Mars

  • How to See The Scorpion in July's Night Sky
    How to See The Scorpion in July's Night Sky Mon, Jul 6, 2015

    Only Orion (the Hunter), the staple of the wintertime sky, has more bright stars. From around 40 degrees north latitude — for cities such as Philadelphia, Denver and Reno — the entire figure of Scorpius just manages to clear the southern horizon. The most noteworthy object in Scorpius is Antares, a distinctly reddish star of the 1st magnitude that marks the heart of the Scorpion. More »

  • Wheel Worries: Mars Rover Curiosity Dealing With Damage
    Wheel Worries: Mars Rover Curiosity Dealing With Damage Mon, Jul 6, 2015

    NASA's Mars rover Curiosity faces ongoing wheel wear and tear as it continues its trek across the rock-strewn Red Planet. The car-size Curiosity rover has been on duty since landing on Mars in August 2012. Curiosity has six aluminum wheels, each with its own individual motor. More »

  • UFO hunters see 'pyramid' on Nasa image of Mars sparking theories it …
    UFO hunters see 'pyramid' on Nasa image of Mars sparking theories it … Tue, Jun 23, 2015

    Extraterrestrial researchers claim to have found a structure very similar to an Egyptian pyramid in Nasa images of Mars. ParanormalCrucible, a YouTube channel dedicated to the search for alien lifeforms has scrutinised video footage from Nasa's unmanned Curiosity Rover space vehicle. The video of the strange phenomena has gone viral, reaching nearly a quarter of a million views in just a few days. More »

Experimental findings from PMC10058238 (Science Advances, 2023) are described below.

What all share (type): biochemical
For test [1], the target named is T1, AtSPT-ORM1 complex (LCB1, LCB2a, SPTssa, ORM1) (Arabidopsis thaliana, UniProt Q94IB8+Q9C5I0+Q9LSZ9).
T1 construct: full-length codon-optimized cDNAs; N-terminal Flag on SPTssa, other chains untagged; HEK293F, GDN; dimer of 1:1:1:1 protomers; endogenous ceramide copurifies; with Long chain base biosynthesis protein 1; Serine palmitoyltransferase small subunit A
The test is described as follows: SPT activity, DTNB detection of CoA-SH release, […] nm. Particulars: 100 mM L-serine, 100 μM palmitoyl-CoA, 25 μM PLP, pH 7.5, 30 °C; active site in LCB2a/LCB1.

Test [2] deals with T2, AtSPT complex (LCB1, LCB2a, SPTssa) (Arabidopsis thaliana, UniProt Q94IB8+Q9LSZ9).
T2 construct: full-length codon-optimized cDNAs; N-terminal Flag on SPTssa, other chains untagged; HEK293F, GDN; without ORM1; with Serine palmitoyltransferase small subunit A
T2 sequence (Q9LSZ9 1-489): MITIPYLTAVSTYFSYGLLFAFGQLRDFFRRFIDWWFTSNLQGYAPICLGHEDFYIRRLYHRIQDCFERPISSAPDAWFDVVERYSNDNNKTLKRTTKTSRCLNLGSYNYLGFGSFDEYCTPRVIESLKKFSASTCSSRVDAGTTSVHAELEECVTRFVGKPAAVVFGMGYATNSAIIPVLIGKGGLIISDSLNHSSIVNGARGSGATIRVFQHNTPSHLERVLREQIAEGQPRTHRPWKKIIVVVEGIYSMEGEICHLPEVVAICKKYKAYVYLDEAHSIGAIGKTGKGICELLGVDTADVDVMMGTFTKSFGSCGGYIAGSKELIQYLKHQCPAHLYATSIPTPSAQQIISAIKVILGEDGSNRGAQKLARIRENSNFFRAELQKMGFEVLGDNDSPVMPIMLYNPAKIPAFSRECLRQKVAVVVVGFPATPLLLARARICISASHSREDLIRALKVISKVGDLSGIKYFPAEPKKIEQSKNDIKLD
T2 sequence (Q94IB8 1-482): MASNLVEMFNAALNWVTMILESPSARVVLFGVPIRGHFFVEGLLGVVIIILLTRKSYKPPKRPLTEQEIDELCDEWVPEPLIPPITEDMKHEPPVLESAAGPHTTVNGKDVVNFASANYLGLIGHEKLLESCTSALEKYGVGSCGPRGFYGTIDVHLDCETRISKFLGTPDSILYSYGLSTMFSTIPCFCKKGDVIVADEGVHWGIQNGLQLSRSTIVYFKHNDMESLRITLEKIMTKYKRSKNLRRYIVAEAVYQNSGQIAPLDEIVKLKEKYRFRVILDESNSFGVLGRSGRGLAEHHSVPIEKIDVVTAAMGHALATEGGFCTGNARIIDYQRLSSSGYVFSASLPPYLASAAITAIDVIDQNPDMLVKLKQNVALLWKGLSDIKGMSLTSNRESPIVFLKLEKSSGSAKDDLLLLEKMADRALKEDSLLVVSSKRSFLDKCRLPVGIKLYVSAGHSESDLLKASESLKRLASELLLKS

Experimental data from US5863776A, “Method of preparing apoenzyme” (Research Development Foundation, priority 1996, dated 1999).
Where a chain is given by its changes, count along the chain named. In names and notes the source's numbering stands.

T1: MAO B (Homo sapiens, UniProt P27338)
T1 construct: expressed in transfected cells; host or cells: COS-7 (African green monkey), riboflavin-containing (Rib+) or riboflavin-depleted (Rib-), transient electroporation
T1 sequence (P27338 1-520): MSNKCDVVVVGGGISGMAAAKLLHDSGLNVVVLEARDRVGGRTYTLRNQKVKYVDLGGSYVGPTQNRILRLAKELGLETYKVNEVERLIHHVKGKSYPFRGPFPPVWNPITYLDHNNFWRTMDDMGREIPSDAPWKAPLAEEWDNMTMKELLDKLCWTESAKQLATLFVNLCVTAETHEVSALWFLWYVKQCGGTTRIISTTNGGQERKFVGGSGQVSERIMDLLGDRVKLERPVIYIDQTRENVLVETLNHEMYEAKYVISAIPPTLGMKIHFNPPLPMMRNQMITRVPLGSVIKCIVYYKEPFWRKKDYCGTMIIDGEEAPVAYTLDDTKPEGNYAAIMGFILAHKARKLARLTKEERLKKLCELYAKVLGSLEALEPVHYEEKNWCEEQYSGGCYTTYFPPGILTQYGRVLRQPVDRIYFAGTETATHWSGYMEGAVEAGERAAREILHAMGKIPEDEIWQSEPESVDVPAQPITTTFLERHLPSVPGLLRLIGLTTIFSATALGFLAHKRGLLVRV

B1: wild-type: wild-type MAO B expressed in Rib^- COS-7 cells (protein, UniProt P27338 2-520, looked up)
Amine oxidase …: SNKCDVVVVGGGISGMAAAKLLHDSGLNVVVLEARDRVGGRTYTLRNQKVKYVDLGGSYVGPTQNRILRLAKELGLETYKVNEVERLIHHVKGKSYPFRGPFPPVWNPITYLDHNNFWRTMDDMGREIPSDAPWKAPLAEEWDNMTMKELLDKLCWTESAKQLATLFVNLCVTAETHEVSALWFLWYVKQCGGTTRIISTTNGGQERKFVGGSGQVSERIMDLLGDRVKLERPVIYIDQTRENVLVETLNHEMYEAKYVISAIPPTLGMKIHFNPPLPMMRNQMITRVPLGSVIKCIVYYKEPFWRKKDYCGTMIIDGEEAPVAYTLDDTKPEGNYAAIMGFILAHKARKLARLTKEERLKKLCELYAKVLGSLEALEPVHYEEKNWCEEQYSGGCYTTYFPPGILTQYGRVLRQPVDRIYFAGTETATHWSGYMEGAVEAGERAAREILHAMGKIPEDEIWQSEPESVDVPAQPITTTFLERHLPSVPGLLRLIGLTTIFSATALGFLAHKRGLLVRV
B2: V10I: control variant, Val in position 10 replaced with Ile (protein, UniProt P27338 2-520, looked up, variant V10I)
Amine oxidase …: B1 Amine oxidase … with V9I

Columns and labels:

• UFO hunters see 'pyramid' on Nasa image of Mars speculating it was built …
    UFO hunters see 'pyramid' on Nasa image of Mars speculating it was built … Tue, Jun 23, 2015

    Extraterrestrial hunters claim to have found a structure very similar to an Egyptian pyramid in Nasa images of Mars. ParanormalCrucible, a YouTube channel dedicated to the search for alien lifeforms, has scrutinised video footage from Nasa's unmanned Curiosity Rover space vehicle. The video of the strange phenomena has gone viral, reaching nearly a quarter of a million views in just a few days. More »

  • Happy New Year, Mars! NASA Toasts Martian Calendar Milestone
    Happy New Year, Mars! NASA Toasts Martian Calendar Milestone Fri, Jun 19, 2015

    It's New Year's Day on the Red Planet today and NASA is celebrating in style with an epic three-day party in Mars itself … Mars, Pennsylvania, that is. NASA scientists and Mars experts have descended on the town of Mars to celebrate the Martian New Year today (June 18) with a press conference at 3 p.m. EDT (1900 GMT), which you can watch live on Space.com, courtesy of NASA TV. The press briefing, which NASA will convene at a flying saucer spaceship monument in Mars, Pennsylvania, kicks off a weekend of Mars-themed activities by NASA to inspire kids to pursue careers in science, technology, engineering, arts and mathematics – all fields that the space agency says it will need in its push to the Red Planet. More »